The new Raspberry Pi Pico W ($6) brings 802.11n wireless networking to the Pico platform, while retaining complete pin compatibility with its older sibling. Pico H ($5) and Pico WH ($7) add pre-populated headers and a new three-pin debug connector, to Pico and Pico W, respectively.
The Pico W uses Infineon’s CYW43439 wireless chip. The radio circuitry is encapsulated in a metal shield can, reducing compliance costs for users who want to integrate it into their own products. While the CYW43439 supports both Bluetooth Classic and Bluetooth Low-Energy, Bluetooth has not been enabled on the Pico W at launch, but may be in the future.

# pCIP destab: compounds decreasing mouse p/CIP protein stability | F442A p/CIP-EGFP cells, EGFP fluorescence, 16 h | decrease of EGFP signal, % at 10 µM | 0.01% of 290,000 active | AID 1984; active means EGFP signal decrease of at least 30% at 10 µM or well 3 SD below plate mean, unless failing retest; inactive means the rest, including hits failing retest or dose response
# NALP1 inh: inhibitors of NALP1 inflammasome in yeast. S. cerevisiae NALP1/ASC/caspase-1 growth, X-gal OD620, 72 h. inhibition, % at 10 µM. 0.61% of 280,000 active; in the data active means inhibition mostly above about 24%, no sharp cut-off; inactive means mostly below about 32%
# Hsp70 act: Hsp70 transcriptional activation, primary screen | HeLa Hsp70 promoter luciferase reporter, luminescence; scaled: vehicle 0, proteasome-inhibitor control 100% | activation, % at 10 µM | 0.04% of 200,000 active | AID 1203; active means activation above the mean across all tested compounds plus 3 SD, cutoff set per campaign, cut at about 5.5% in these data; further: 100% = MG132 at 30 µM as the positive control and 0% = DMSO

For C developers, a release of the Pico SDK includes wireless networking support. The network stack is built around lwIP, and uses libcyw43 from Damien George (of MicroPython fame) to communicate with the wireless chip. By default, libcyw43 is licensed for non-commercial use, but Pico W users, and anyone else who builds their product around RP2040 and CYW43439, benefit from a free commercial-use license.
MicroPython users can download an updated UF2 image with networking support for Pico W. The UF2 firmware being made available for the Pico W is a separate build to the existing MicroPython firmware for the original Pico board. As MicroPython has separate binaries on a per-board rather than per-architecture basis there will always be two distinct UF2 firmware releases going forward: one for Pico, the other for Pico W.
Pico H and Pico W are available now; Pico WH will follow in August.